Gold edged down on Monday as investors booked profits after prices hit a one-month high last week, while worries over a coronavirus-driven steeper global economic downturn and the U.S. Federal Reserve's stimulus measures limited bullion's losses. Spot gold slipped 0.4% to $1,681.49 per ounce by 0239 GMT. U.S. gold futures fell 1.4% to $1,728.40.
There is "a bit of a post-weekend profit-taking. (There is) no follow through topside as equity markets are trading more neutral and the dollar remains relatively firm," said Stephen Innes, chief market strategist at financial services firm AxiCorp.
Commodity currencies slipped against safe-haven units such as the dollar and yen as a record output cut agreed by major oil producing nations failed to offset broader concerns about global demand for resources, while world shares fell as investors braced for more economic damages from the novel coronavirus pandemic.
Gold prices rose to their highest since March 9 on Friday, lifted by bleak U.S. weekly jobless claims numbers, which underscored the deeper economic impact from the pandemic.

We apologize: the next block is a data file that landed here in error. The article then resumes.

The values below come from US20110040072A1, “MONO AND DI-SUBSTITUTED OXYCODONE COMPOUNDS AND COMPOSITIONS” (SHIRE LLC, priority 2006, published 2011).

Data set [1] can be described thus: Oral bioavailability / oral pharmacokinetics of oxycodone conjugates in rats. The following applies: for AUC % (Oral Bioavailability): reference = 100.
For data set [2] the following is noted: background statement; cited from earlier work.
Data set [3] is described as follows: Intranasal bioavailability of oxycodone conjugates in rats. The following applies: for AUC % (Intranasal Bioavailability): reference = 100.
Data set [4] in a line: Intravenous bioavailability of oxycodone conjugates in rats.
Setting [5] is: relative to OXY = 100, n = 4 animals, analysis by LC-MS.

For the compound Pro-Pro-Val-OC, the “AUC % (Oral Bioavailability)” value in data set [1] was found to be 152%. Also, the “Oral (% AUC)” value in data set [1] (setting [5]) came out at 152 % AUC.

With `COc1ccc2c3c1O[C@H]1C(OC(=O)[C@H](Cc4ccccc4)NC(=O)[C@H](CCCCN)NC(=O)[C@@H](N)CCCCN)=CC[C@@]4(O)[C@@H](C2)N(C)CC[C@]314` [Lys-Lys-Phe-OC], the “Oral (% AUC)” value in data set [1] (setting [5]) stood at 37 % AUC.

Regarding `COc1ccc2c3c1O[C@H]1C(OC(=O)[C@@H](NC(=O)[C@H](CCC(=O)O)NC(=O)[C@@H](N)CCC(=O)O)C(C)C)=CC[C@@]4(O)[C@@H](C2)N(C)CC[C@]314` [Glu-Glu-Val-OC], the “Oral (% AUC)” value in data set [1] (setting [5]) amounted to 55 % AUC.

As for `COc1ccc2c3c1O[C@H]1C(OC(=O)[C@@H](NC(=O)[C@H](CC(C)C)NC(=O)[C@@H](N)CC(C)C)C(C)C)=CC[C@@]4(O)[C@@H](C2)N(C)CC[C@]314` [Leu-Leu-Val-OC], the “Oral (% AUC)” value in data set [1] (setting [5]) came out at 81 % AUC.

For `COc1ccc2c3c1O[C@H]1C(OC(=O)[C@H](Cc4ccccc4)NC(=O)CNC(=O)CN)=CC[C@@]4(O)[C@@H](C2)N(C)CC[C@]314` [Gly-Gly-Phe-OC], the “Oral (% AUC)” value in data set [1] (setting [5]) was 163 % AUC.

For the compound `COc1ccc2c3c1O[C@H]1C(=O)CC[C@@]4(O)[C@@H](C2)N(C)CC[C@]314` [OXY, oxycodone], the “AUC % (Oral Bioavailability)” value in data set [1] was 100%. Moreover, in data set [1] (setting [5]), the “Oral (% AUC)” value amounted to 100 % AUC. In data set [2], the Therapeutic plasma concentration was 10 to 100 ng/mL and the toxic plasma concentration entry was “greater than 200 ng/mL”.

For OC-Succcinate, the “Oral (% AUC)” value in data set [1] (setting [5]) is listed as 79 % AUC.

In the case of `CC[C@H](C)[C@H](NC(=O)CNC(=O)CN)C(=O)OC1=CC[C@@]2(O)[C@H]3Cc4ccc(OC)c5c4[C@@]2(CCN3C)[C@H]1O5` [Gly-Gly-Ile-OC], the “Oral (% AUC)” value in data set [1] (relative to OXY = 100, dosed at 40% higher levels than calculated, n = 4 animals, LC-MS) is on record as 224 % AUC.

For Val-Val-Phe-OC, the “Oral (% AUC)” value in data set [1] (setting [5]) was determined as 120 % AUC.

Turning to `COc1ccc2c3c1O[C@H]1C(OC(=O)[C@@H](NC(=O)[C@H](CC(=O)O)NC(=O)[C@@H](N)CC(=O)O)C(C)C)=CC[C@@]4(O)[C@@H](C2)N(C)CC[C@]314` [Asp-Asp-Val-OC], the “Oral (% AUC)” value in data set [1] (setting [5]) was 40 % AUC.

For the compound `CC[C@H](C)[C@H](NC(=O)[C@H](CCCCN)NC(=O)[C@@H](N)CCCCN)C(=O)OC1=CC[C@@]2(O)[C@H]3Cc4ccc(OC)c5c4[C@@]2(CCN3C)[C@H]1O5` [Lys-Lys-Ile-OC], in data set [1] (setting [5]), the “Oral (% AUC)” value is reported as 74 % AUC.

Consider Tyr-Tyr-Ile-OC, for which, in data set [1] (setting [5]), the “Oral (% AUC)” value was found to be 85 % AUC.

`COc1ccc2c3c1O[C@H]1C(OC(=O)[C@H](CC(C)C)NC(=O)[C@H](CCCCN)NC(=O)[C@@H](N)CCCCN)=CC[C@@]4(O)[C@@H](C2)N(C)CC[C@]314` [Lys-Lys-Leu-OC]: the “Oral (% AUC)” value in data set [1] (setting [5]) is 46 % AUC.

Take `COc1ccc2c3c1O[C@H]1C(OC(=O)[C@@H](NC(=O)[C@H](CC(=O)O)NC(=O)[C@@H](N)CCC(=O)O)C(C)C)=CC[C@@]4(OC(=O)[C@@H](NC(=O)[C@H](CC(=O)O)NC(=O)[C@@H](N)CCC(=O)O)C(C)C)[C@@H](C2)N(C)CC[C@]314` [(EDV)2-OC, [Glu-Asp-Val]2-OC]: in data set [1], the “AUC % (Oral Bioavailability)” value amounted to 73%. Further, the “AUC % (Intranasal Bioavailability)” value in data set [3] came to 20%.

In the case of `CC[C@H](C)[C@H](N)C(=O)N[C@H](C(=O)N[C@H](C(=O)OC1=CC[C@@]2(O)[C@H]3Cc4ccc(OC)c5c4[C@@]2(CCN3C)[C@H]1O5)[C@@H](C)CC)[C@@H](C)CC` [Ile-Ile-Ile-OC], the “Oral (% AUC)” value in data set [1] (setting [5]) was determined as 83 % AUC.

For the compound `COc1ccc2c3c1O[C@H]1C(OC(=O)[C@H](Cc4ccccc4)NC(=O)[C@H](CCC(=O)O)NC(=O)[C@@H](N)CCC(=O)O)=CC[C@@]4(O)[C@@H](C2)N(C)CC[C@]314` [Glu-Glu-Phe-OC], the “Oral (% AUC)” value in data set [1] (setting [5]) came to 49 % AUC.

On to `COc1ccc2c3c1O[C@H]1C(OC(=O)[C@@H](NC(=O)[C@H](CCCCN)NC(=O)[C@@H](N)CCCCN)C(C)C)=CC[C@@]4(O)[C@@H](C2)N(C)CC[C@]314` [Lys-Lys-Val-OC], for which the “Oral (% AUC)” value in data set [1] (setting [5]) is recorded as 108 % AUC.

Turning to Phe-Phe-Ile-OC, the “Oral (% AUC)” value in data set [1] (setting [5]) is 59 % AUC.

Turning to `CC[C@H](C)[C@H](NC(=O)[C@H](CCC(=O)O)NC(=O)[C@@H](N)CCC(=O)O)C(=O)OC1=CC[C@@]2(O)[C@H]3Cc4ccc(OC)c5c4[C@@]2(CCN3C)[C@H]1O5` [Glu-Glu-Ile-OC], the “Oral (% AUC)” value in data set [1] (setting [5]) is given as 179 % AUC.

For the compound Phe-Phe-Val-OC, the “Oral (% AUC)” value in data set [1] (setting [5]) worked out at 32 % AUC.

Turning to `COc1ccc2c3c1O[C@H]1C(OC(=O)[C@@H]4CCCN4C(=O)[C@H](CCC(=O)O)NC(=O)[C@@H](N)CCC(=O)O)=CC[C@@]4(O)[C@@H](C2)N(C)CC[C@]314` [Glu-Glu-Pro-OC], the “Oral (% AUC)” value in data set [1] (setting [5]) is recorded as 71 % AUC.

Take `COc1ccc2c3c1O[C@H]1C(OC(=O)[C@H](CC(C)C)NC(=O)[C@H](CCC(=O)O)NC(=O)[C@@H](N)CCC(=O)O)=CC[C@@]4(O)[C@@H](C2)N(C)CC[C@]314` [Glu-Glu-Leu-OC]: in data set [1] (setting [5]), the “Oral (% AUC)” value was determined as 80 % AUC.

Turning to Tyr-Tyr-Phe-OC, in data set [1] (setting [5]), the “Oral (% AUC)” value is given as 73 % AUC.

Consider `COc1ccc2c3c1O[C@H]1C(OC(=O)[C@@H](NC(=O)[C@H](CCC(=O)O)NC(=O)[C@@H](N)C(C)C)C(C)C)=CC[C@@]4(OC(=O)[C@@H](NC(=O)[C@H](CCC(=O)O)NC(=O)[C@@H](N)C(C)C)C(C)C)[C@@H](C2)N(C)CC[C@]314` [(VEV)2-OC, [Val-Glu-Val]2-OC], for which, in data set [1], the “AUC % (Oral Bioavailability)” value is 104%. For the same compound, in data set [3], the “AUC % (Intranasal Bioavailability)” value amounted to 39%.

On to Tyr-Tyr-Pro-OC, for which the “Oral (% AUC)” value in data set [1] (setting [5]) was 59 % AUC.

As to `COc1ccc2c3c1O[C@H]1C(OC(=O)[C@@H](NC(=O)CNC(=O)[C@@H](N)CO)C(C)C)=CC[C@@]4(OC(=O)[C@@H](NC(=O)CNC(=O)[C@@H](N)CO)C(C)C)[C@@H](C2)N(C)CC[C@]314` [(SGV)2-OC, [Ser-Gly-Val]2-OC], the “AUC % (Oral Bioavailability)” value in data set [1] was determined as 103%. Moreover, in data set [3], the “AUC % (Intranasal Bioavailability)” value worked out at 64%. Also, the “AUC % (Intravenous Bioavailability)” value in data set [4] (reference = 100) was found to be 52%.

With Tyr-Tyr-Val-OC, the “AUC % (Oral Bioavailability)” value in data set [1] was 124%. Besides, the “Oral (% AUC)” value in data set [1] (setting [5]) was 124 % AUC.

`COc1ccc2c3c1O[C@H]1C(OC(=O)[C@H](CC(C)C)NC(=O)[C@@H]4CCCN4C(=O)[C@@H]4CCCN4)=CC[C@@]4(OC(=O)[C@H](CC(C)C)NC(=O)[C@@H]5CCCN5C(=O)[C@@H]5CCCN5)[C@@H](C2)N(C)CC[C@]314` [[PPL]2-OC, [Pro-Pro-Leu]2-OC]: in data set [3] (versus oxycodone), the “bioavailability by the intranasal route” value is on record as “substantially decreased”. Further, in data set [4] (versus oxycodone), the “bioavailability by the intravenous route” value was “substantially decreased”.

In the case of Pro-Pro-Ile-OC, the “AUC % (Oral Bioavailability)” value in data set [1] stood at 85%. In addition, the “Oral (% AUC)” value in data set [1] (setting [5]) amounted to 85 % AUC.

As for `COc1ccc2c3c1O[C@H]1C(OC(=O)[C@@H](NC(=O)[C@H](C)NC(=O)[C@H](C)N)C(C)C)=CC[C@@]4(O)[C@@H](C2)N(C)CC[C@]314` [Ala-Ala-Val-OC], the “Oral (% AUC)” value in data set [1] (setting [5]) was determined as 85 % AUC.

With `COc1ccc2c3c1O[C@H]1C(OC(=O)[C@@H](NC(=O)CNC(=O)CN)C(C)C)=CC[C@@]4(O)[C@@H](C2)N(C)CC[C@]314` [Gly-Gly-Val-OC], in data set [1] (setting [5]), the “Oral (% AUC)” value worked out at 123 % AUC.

In a bid to keep the economy afloat amid the outbreak, which had forced 16.8 million Americans to file for unemployment benefits since the week ended March 21, the Fed on Thursday announced a broad, $2.3 trillion stimulus package.
"The Fed stimulus is a magnet for gold. Not only does it improve the opportunity cost for holding gold but at some stage it will eventually water down the dollar," Axicorp's Innes said.
European Union finance ministers also agreed on half-a-trillion euros worth of economic support but left open the question of how to finance recovery in the bloc headed for a steep recession.
Meanwhile, major physical bullion hubs saw activity dwindle last week due to coronavirus-led restrictions, with strained supply chains cut off from soaring safe-haven demand in some regions.
Reflecting appetite for bullion, holdings in SPDR Gold Trust, the world's largest gold-backed exchange-traded fund, rose 0.6% to 994.19 tonnes on Thursday. Palladium rose 3.3% to $2,243.26 per ounce, while platinum slipped 1.2% to $739.15 and silver eased 0.5% to $15.24.